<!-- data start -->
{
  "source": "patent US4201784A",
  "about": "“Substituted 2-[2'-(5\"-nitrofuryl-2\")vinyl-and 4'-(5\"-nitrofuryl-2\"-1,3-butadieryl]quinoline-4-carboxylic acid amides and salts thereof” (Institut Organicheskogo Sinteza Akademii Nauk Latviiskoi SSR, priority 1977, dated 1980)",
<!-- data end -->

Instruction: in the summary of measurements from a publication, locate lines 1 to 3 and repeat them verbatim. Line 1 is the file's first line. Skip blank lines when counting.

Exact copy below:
{
  "source": "patent US4201784A",
  "about": "“Substituted 2-[2'-(5\"-nitrofuryl-2\")vinyl-and 4'-(5\"-nitrofuryl-2\"-1,3-butadieryl]quinoline-4-carboxylic acid amides and salts thereof” (Institut Organicheskogo Sinteza Akademii Nauk Latviiskoi SSR, priority 1977, dated 1980)",